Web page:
Fibrosing RLD associated with collagen vascular disease
- Systemic lupus erythematosus
- Rheumatoid arthritis (lung pathology seen in 30-40% of pateints)
- Progressive systemic sclerosis (scleroderma)
- Mixed CT disease
Various patterns of lung pathology.
Clinical presentation of fibrosing RLD associated with collagen vascular disease
- Joing pain/swelling
- Rash/skin changes
- Muscular pain/weakness
Induced by organic and inorganic particulates and chemical fumes and vapours. Amount of dust, size (1-5um the worst as they may reach the terminal small airways), shape and buoyance, solubility (small and soluble factors tend to cause acute injury), physiochemical activity (free radical formation in quartz, concomitant tobacco smoking).
Mineral dusts: coal, silica (sandblasters), asbestos (mining milling and fibrication, installation and removal of insulation) these are the more common ones.
Chemical: fumes and vapours
Organic dusts (hypersenssitivity pneumonitis)
- Farmer's lung: mouldy hay - thermophilic actinomycetes
- Bird fanciers lung: proteins from serum, feathers and excrement
- Remember some organic dusts induce asthma (eg wood dust
Fibrosing RLD due to drug reactions
Particularly cytotoxic drugs. Amiodarone.
10-20% of patients 1-6 months after therapy, manifested by fever, dyspnoea, effusion may progress to chronic radiation pnumonitis.
Treat with steroids.
- Hypersensitivity pneumonitis
Disease of unknown aetiology - most likely immune mediated. Characterised by non-caseating granulomas in the lung, hilar lymph nodes +/- skin, eyes. Also seen in spleen and liver and bone marrow at times, mucous membranes and salivary glands.
Clinical presentation of sarcoidosis
Presents with progressive SOB, cough, chest pain, haemoptysis +/- constitutional symptoms (fever, fatigue, weight loss, anorexia, night sweats). Treated with steroids.
Heightened reactivity to an antigen (organic) by the immune system. Inflammation involves the alveoli can progress to fibrosis if the exposure is not removed.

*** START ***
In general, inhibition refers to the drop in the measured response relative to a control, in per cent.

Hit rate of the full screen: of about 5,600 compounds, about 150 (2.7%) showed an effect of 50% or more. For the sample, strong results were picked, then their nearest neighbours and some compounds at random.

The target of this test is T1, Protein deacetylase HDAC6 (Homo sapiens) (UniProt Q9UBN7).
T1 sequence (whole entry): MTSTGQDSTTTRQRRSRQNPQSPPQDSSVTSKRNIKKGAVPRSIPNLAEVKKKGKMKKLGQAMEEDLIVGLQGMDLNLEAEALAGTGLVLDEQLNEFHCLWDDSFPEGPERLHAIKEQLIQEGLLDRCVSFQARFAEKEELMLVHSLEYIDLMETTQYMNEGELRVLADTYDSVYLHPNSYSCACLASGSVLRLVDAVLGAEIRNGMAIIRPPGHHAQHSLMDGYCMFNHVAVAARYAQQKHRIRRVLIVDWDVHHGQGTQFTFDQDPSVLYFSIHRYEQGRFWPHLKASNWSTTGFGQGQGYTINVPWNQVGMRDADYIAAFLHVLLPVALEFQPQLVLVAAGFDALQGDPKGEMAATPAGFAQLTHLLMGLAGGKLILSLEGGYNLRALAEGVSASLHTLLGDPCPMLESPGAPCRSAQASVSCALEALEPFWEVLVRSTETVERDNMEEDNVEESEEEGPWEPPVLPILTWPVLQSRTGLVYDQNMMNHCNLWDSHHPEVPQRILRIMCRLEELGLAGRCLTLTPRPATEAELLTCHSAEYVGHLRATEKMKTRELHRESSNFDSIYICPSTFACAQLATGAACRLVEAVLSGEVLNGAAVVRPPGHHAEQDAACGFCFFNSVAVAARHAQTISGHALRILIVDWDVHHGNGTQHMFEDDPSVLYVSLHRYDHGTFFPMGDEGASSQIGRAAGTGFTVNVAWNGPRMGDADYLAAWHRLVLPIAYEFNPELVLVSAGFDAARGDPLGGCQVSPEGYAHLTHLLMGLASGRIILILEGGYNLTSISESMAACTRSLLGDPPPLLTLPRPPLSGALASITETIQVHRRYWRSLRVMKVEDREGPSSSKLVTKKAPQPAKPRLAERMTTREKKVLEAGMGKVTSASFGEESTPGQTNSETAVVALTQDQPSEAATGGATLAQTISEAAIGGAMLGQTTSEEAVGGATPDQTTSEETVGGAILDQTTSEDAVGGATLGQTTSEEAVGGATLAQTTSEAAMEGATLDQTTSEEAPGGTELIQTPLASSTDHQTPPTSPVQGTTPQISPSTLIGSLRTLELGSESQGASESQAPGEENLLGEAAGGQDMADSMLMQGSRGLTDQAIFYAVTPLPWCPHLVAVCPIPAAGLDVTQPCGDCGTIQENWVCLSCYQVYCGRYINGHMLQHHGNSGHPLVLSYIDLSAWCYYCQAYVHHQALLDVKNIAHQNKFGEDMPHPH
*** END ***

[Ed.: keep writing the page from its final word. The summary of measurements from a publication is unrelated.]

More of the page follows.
The immune response (immune complex (type III) and T cell mediated delayed hypersensitivity (type IV)).
Important to take a good history, looking for occupational exposures, drugs, pets (birds), work with mould, hay. REMOVE IRRITANT.
Clinical presentation of hypersensitivity pneumonitis
Relapses of SOB, fever, cough, leukocytosis.
May progress to interstitial pneumonia.
Eosinophilic restrictive lung disease
Smoking related restrictive lung disease
- Desquamative interstitial pneumonia
- Respiratory bronchiolitis-associated interstitial lung disease
'other' causes of restrictive lung disease
Pulmonary alveolar proteinosis
Number of different ones. Eosinophils in the alveoli. Respond to steroids.
Desquamative interstitial pneumonia (DIP) and respiratory bronchiolitis-associated interstitial lung disease.
Both show large numbers of smokers' macrophages. The macrophages are within the alveolar spaces in DIP and there is little fibrosis. The macrophages are within first and second order respiratory bronchioles.
DIP can also be seen in non-smokers.
Clinical presentation of DIP and respiratory bronchiolitis-assoicated interstitial lung disease.
Presents in 40-50 year old smokers' with progressive SOB and cough (better prognosis than other interstitial pneumonias).
Steroids used in DIP and stop smoking for both.
Pulmonary alveolar proteinosis
Rare. Accumulation of surfactant in the intra-alveolar and bronchiolar air spaces.
Acquired: 90% immune mediated disorder, antibodies to GM-CSF potentially leads to impared surfactant clearance by alveolar macrophages.
Congential: rare and fatal at 3-6 months of age without a lung transplantor
Secondary: to malignancy, immunodeficiency disorders and other causes.
Clinical presentation of pulmonary alveolar proteinosis
Cough wiht abundant sputum that has chunks of gelitous material.